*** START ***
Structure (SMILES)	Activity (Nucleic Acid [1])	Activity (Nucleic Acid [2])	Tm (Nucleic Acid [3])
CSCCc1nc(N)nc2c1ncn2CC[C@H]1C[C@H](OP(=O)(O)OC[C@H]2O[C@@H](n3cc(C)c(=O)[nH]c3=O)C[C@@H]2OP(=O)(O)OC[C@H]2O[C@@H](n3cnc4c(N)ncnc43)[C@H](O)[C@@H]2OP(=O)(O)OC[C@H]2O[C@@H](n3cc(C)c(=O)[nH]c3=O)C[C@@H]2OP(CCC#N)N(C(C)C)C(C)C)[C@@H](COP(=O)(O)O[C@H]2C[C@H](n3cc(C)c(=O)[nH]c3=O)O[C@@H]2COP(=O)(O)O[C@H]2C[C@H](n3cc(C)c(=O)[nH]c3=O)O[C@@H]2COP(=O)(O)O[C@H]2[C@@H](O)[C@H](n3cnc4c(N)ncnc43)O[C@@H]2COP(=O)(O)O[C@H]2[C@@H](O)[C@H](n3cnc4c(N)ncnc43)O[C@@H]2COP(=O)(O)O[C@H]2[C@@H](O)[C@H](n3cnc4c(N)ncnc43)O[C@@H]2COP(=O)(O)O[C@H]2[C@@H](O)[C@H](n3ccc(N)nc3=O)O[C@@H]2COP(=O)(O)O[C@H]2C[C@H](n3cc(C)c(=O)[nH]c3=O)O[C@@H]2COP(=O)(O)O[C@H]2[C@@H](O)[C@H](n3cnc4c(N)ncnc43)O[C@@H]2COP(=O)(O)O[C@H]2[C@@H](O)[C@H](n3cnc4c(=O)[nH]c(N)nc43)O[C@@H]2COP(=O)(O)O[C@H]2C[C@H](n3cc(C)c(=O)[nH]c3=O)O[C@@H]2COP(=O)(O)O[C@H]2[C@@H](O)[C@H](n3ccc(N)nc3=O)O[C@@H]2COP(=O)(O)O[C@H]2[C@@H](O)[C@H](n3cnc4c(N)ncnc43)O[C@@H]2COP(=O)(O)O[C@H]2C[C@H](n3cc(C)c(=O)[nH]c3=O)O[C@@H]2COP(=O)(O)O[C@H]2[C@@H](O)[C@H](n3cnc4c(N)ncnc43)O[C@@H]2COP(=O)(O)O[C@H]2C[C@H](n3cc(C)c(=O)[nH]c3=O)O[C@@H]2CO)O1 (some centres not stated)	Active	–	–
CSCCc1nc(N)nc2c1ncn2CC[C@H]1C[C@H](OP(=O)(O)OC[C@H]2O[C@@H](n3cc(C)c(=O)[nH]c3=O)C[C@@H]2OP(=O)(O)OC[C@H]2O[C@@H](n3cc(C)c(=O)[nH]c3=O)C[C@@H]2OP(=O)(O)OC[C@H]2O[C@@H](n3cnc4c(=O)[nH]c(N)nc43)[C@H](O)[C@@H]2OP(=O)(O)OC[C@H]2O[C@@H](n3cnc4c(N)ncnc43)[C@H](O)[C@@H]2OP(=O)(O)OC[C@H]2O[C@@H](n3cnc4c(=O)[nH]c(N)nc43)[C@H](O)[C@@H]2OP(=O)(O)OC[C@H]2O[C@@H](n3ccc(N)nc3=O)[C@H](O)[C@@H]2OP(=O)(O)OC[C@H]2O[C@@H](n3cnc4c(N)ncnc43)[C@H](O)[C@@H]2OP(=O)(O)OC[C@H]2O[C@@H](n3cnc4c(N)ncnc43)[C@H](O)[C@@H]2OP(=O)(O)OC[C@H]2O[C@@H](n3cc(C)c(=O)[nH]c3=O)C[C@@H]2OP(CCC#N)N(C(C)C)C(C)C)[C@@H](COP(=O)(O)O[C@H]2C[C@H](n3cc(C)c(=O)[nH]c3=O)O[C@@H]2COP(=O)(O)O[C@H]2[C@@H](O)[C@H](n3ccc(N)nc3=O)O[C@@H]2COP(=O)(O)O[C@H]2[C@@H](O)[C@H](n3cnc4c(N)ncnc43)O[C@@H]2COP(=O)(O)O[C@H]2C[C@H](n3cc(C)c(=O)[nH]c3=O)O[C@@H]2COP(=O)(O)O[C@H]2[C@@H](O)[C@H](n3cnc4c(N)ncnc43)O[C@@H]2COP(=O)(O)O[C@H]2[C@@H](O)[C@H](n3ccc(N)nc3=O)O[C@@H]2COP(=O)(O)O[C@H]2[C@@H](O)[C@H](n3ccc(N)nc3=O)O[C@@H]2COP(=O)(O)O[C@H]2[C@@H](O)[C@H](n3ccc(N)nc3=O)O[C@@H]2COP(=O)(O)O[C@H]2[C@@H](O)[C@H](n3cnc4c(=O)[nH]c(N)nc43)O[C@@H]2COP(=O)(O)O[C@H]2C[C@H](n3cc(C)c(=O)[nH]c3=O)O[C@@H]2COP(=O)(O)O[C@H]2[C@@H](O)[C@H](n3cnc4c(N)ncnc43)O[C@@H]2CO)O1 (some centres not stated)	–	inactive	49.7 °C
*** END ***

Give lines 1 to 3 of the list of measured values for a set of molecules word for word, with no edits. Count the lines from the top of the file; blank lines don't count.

Structure (SMILES)	Activity (Nucleic Acid [1])	Activity (Nucleic Acid [2])	Tm (Nucleic Acid [3])
CSCCc1nc(N)nc2c1ncn2CC[C@H]1C[C@H](OP(=O)(O)OC[C@H]2O[C@@H](n3cc(C)c(=O)[nH]c3=O)C[C@@H]2OP(=O)(O)OC[C@H]2O[C@@H](n3cnc4c(N)ncnc43)[C@H](O)[C@@H]2OP(=O)(O)OC[C@H]2O[C@@H](n3cc(C)c(=O)[nH]c3=O)C[C@@H]2OP(CCC#N)N(C(C)C)C(C)C)[C@@H](COP(=O)(O)O[C@H]2C[C@H](n3cc(C)c(=O)[nH]c3=O)O[C@@H]2COP(=O)(O)O[C@H]2C[C@H](n3cc(C)c(=O)[nH]c3=O)O[C@@H]2COP(=O)(O)O[C@H]2[C@@H](O)[C@H](n3cnc4c(N)ncnc43)O[C@@H]2COP(=O)(O)O[C@H]2[C@@H](O)[C@H](n3cnc4c(N)ncnc43)O[C@@H]2COP(=O)(O)O[C@H]2[C@@H](O)[C@H](n3cnc4c(N)ncnc43)O[C@@H]2COP(=O)(O)O[C@H]2[C@@H](O)[C@H](n3ccc(N)nc3=O)O[C@@H]2COP(=O)(O)O[C@H]2C[C@H](n3cc(C)c(=O)[nH]c3=O)O[C@@H]2COP(=O)(O)O[C@H]2[C@@H](O)[C@H](n3cnc4c(N)ncnc43)O[C@@H]2COP(=O)(O)O[C@H]2[C@@H](O)[C@H](n3cnc4c(=O)[nH]c(N)nc43)O[C@@H]2COP(=O)(O)O[C@H]2C[C@H](n3cc(C)c(=O)[nH]c3=O)O[C@@H]2COP(=O)(O)O[C@H]2[C@@H](O)[C@H](n3ccc(N)nc3=O)O[C@@H]2COP(=O)(O)O[C@H]2[C@@H](O)[C@H](n3cnc4c(N)ncnc43)O[C@@H]2COP(=O)(O)O[C@H]2C[C@H](n3cc(C)c(=O)[nH]c3=O)O[C@@H]2COP(=O)(O)O[C@H]2[C@@H](O)[C@H](n3cnc4c(N)ncnc43)O[C@@H]2COP(=O)(O)O[C@H]2C[C@H](n3cc(C)c(=O)[nH]c3=O)O[C@@H]2CO)O1 (some centres not stated)	Active	–	–
CSCCc1nc(N)nc2c1ncn2CC[C@H]1C[C@H](OP(=O)(O)OC[C@H]2O[C@@H](n3cc(C)c(=O)[nH]c3=O)C[C@@H]2OP(=O)(O)OC[C@H]2O[C@@H](n3cc(C)c(=O)[nH]c3=O)C[C@@H]2OP(=O)(O)OC[C@H]2O[C@@H](n3cnc4c(=O)[nH]c(N)nc43)[C@H](O)[C@@H]2OP(=O)(O)OC[C@H]2O[C@@H](n3cnc4c(N)ncnc43)[C@H](O)[C@@H]2OP(=O)(O)OC[C@H]2O[C@@H](n3cnc4c(=O)[nH]c(N)nc43)[C@H](O)[C@@H]2OP(=O)(O)OC[C@H]2O[C@@H](n3ccc(N)nc3=O)[C@H](O)[C@@H]2OP(=O)(O)OC[C@H]2O[C@@H](n3cnc4c(N)ncnc43)[C@H](O)[C@@H]2OP(=O)(O)OC[C@H]2O[C@@H](n3cnc4c(N)ncnc43)[C@H](O)[C@@H]2OP(=O)(O)OC[C@H]2O[C@@H](n3cc(C)c(=O)[nH]c3=O)C[C@@H]2OP(CCC#N)N(C(C)C)C(C)C)[C@@H](COP(=O)(O)O[C@H]2C[C@H](n3cc(C)c(=O)[nH]c3=O)O[C@@H]2COP(=O)(O)O[C@H]2[C@@H](O)[C@H](n3ccc(N)nc3=O)O[C@@H]2COP(=O)(O)O[C@H]2[C@@H](O)[C@H](n3cnc4c(N)ncnc43)O[C@@H]2COP(=O)(O)O[C@H]2C[C@H](n3cc(C)c(=O)[nH]c3=O)O[C@@H]2COP(=O)(O)O[C@H]2[C@@H](O)[C@H](n3cnc4c(N)ncnc43)O[C@@H]2COP(=O)(O)O[C@H]2[C@@H](O)[C@H](n3ccc(N)nc3=O)O[C@@H]2COP(=O)(O)O[C@H]2[C@@H](O)[C@H](n3ccc(N)nc3=O)O[C@@H]2COP(=O)(O)O[C@H]2[C@@H](O)[C@H](n3ccc(N)nc3=O)O[C@@H]2COP(=O)(O)O[C@H]2[C@@H](O)[C@H](n3cnc4c(=O)[nH]c(N)nc43)O[C@@H]2COP(=O)(O)O[C@H]2C[C@H](n3cc(C)c(=O)[nH]c3=O)O[C@@H]2COP(=O)(O)O[C@H]2[C@@H](O)[C@H](n3cnc4c(N)ncnc43)O[C@@H]2CO)O1 (some centres not stated)	–	inactive	49.7 °C